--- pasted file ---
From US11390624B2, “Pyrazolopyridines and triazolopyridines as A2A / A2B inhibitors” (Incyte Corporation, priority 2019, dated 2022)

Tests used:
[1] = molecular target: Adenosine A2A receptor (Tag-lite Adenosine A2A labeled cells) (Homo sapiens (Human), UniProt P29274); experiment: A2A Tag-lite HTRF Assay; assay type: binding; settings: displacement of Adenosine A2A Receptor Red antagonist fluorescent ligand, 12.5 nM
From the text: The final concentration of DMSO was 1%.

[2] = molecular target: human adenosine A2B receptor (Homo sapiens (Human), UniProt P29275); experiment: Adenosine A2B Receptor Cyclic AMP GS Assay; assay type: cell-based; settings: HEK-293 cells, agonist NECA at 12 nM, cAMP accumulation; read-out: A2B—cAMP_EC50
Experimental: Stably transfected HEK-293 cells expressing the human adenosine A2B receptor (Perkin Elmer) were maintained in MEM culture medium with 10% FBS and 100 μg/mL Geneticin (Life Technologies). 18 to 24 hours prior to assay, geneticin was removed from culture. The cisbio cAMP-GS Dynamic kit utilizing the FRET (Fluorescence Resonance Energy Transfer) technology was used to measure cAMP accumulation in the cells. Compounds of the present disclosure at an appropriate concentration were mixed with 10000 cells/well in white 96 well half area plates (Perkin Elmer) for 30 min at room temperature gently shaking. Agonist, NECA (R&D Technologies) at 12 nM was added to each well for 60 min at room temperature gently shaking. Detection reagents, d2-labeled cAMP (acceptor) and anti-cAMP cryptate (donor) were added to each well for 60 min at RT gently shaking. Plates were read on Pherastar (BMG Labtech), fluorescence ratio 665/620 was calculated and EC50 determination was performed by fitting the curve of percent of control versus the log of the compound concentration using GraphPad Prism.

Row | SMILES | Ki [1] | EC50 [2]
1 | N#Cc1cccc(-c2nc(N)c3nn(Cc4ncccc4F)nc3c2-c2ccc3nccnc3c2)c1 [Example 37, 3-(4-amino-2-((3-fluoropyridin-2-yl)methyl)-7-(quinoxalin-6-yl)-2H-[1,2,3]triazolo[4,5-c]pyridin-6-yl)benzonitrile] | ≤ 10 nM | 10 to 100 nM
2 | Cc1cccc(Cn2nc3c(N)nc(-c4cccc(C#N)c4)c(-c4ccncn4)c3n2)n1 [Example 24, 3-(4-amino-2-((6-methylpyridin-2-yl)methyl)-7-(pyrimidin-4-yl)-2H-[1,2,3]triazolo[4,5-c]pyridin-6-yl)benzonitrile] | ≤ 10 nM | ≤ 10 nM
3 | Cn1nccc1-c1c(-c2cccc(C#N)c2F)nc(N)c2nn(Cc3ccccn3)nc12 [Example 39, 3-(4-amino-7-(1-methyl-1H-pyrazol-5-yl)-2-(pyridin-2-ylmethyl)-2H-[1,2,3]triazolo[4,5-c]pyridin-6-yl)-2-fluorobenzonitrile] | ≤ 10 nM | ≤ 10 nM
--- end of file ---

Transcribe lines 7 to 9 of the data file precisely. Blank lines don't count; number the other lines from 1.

Row | SMILES | Ki [1] | EC50 [2]
1 | N#Cc1cccc(-c2nc(N)c3nn(Cc4ncccc4F)nc3c2-c2ccc3nccnc3c2)c1 [Example 37, 3-(4-amino-2-((3-fluoropyridin-2-yl)methyl)-7-(quinoxalin-6-yl)-2H-[1,2,3]triazolo[4,5-c]pyridin-6-yl)benzonitrile] | ≤ 10 nM | 10 to 100 nM
2 | Cc1cccc(Cn2nc3c(N)nc(-c4cccc(C#N)c4)c(-c4ccncn4)c3n2)n1 [Example 24, 3-(4-amino-2-((6-methylpyridin-2-yl)methyl)-7-(pyrimidin-4-yl)-2H-[1,2,3]triazolo[4,5-c]pyridin-6-yl)benzonitrile] | ≤ 10 nM | ≤ 10 nM